Adverse drug reactions are a major cause of morbidity and mortality, with antibiotics and NSAID agents being the most common offending drugs. Drug exposure in the setting of concomitant inflammation from infection, autoimmunity, or other systemic conditions may lead to increased immunological reactivity to drug antigens. Individuals with chronic medical conditions are often administered multiple therapeutic medications and therefore may have more adverse drug effects due to increased drug exposure. Variability in drug metabolism due to differences in drug acetylation or haptenation rates is an important factor for drug hypersensitivity. Although atopic patients do not have a higher rate of sensitization to drugs, they are at increased risk for serious allergic reactions.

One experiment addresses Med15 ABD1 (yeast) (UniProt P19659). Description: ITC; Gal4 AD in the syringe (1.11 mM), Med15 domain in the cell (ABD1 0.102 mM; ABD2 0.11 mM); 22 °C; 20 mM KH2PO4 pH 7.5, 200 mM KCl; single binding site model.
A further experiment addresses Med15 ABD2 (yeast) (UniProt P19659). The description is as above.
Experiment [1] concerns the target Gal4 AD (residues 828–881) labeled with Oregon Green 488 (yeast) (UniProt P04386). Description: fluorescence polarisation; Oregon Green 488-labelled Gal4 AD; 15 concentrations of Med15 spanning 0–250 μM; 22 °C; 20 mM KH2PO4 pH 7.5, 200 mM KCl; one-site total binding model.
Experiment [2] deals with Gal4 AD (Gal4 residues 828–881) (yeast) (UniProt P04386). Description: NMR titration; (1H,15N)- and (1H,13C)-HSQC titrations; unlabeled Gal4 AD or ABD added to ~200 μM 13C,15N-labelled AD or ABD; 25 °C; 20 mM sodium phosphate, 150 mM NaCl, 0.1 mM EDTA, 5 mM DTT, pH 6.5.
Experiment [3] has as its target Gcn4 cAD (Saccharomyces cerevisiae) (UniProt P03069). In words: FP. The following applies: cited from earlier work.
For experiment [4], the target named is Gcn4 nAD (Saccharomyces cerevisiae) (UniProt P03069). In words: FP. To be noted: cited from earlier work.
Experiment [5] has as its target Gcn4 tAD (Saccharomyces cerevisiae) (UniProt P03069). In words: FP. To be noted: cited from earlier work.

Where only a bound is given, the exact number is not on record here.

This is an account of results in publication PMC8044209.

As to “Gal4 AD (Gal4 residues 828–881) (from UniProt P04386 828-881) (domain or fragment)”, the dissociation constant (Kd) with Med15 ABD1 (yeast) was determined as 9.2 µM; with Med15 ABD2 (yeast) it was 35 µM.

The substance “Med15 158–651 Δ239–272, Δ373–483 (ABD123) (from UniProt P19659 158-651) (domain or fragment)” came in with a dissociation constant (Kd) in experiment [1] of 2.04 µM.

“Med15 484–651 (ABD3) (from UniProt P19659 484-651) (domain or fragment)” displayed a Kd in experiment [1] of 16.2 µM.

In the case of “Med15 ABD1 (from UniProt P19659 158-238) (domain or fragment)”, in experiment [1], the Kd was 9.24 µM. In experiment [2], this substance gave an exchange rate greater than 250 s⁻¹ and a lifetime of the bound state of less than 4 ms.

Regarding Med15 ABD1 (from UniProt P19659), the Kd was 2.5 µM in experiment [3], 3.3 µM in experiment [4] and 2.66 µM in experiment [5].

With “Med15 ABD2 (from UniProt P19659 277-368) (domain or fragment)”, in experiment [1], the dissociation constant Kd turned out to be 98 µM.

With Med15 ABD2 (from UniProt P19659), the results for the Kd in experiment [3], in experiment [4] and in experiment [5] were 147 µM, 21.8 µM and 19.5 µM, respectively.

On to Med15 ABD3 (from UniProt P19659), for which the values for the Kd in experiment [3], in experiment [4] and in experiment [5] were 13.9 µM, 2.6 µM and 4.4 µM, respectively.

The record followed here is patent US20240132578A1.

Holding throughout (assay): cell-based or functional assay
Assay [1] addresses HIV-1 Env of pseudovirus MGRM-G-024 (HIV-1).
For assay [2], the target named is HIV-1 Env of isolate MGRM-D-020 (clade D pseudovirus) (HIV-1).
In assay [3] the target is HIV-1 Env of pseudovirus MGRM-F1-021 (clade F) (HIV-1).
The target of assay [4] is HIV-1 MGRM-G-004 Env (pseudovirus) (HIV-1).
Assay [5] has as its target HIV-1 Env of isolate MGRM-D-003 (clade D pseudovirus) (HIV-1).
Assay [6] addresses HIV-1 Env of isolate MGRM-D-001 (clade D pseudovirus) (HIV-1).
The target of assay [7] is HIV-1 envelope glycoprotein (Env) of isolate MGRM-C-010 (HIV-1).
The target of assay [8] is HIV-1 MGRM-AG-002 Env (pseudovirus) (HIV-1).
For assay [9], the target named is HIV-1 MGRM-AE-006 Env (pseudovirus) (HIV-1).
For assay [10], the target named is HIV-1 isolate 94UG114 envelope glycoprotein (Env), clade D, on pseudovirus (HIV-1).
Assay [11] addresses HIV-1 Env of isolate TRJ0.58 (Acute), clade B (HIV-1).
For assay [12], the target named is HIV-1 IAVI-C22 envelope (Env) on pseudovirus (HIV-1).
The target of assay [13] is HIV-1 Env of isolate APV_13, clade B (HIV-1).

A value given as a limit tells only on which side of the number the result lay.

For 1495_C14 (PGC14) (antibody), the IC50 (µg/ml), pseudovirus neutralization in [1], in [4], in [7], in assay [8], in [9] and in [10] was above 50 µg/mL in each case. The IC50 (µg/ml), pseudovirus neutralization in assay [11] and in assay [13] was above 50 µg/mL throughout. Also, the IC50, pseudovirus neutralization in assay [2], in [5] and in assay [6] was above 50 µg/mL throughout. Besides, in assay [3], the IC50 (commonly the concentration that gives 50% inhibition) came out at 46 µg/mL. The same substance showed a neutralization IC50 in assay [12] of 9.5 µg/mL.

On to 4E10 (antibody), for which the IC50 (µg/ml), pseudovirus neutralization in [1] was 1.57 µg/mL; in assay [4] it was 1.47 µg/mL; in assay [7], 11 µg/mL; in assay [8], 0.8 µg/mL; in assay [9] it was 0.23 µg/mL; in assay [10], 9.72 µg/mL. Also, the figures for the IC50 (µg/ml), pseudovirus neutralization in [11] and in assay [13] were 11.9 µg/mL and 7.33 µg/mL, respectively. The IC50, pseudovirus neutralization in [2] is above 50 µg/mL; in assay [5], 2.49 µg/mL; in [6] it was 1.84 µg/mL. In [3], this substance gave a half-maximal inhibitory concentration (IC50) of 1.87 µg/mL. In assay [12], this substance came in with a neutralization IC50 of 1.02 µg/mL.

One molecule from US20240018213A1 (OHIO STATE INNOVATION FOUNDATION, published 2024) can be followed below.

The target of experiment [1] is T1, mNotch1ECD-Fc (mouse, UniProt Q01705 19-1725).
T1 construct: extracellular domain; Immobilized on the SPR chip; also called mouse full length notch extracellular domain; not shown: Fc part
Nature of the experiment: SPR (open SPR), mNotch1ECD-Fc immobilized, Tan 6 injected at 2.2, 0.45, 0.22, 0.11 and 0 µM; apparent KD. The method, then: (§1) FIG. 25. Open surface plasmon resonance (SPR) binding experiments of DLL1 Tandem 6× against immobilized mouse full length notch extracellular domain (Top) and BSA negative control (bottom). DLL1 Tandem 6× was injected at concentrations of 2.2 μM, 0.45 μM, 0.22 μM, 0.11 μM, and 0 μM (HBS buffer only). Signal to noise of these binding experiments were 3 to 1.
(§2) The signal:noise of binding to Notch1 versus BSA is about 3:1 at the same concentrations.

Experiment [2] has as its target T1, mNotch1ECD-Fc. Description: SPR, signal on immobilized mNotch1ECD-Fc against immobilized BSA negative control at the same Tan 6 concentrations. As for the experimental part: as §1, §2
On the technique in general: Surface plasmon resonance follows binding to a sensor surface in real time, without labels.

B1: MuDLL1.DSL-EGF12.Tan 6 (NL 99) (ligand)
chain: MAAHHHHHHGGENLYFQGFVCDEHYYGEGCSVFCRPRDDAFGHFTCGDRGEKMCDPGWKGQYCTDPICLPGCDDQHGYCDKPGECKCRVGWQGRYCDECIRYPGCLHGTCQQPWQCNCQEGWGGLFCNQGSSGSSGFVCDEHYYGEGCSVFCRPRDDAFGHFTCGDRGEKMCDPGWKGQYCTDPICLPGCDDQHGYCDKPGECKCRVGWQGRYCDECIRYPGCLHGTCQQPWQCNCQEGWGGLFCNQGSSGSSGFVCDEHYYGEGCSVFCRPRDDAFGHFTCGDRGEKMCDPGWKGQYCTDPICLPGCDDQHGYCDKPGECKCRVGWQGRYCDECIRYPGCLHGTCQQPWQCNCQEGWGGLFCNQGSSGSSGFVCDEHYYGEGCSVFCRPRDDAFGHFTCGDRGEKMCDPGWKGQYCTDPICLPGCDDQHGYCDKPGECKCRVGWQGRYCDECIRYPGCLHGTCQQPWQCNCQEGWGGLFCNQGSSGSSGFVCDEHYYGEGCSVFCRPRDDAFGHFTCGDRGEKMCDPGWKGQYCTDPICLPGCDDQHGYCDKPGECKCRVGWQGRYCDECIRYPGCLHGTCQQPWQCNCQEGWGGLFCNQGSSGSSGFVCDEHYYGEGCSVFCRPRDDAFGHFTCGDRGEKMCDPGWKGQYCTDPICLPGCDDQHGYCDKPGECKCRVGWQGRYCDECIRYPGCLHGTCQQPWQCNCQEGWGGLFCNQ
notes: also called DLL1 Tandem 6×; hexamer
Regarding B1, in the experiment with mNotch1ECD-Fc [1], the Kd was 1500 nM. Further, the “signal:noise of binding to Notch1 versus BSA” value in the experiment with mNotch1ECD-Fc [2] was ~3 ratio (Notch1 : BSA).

A number of drug-related characteristics are important factors for drug hypersensitivity. Drugs with greater structural complexity (eg, proteins such as heterologous antisera, streptokinase, insulin, and monoclonal antibodies) are more likely to be immunogenic. In addition, drugs must have a sufficient molecular weight (> 1000 daltons) to be immunogenic in their native state. Most drugs have a smaller molecular weight but become immunogenic by coupling with carrier proteins, such as albumin, to form simple chemical (hapten) carrier complexes.4 Topical, intramuscular, and intravenous administration pose a higher risk of hypersensitivity reactions than does the oral route of administration.